You really sent me down the rabbit hole, so, for others that will stumble across this post, here are two pages that are extremely helpful for Audio, Grounding and shielding, oh, and the best part is, is that they have it in PDF printable form too.
So, here are the links from Rane.
Link 1 - Sound System Interconnection
Link 2 - Grounding and Shielding Audio Devices
 

Online TimFox

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Re: CT Power Transformer and Earth / Ground - Newbie question
« Reply #9 on: July 01, 2023, 02:00:02 pm »

@ aries1470

Quote from: TimFox on June 28, 2023, 08:53:50 am

    A very important point is that in your drawing, the CT wire should go to the junction of the two capacitors, and the output common connects to that junction, rather than the CT directly, since there is a lot of AC current in the CT wire.

I am confused. are you able to draw it, so that I can comprehend it better, or provide a link to what you are describing, since CT - Centre Tap of the transformer will be 0V / GND / Earth. Similar to this image here, or here but I will be using different components

Reply:  I don't have time this morning to post a drawing, but your original drawing is correct.
My point is how to do the wiring between the components.
What I want to avoid is connecting the transformer CT directly to chassis at one point, and connecting each of the two capacitors to the chassis at other points.
This puts an avoidable amount of AC current through the chassis, with unpredictable results.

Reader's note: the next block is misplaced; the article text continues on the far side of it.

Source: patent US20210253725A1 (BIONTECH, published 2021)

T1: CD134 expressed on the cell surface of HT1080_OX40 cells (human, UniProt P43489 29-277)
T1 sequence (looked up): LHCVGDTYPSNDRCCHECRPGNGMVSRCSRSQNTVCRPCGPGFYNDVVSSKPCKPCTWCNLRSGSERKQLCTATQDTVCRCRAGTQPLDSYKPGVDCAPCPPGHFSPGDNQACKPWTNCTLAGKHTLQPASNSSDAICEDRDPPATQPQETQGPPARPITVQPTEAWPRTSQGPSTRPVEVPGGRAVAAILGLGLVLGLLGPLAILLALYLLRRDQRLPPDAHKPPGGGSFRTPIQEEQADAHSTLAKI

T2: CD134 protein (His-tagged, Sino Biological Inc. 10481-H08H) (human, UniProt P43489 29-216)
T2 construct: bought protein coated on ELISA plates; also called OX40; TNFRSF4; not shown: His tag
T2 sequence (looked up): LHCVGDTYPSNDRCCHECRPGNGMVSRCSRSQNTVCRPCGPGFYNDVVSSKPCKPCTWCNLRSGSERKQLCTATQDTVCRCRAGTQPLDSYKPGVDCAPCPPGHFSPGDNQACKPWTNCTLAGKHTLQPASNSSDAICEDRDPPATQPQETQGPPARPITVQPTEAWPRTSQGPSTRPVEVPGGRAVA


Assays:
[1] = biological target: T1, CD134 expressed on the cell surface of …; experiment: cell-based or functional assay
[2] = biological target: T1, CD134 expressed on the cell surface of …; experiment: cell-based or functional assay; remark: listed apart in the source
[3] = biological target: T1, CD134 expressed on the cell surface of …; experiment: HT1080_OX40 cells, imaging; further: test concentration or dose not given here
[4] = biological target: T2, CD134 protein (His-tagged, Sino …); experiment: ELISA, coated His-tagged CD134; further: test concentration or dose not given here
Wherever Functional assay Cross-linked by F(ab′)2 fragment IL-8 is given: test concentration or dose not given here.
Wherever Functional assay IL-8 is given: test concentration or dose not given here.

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Offline dmills

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Re: CT Power Transformer and Earth / Ground - Newbie question
« Reply #10 on: July 01, 2023, 07:55:57 pm »
Thank you Dan.
You really sent me down the rabbit hole, so, for others that will stumble across this post, here are two pages that are extremely helpful for Audio, Grounding and shielding, oh, and the best part is, is that they have it in PDF printable form too.
So, here are the links from Rane.
Add some stuff from Tony Walderon when he was at Cadac and friends, mainly on RFI and large system level grounding :

https://www.nutwooduk.co.uk/archive/old_archive/020722.htm
https://www.emcstandards.co.uk/files/bonding_cable_shields_at_both_ends_to_reduce_noise_for_emcj_may_02_pdf_version_4_may_02.pdf
https://www.nutwooduk.co.uk/archive/old_archive/020918.htm

It really is quite the rabbit hole, but note that this stuff is mostly what the instrumentation industry had been doing for years when this was being squabbled about in the pro audio community (And it was quite the fight), quite embarrassing. You still sometimes see suggestions that only connecting a cable screen at one end (Turns the cable into an aerial!) is somehow a good idea, such advice can be safely ignored.

Regards, Dan. 
 
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Online TimFox

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Re: CT Power Transformer and Earth / Ground - Newbie question
« Reply #11 on: July 01, 2023, 08:06:27 pm »
Many years ago, there was a new trade periodical about EMC and similar topics.
Their first cover story was about grounding, and the cover illustration was a Rubik's cube with three different ground symbols on the faces.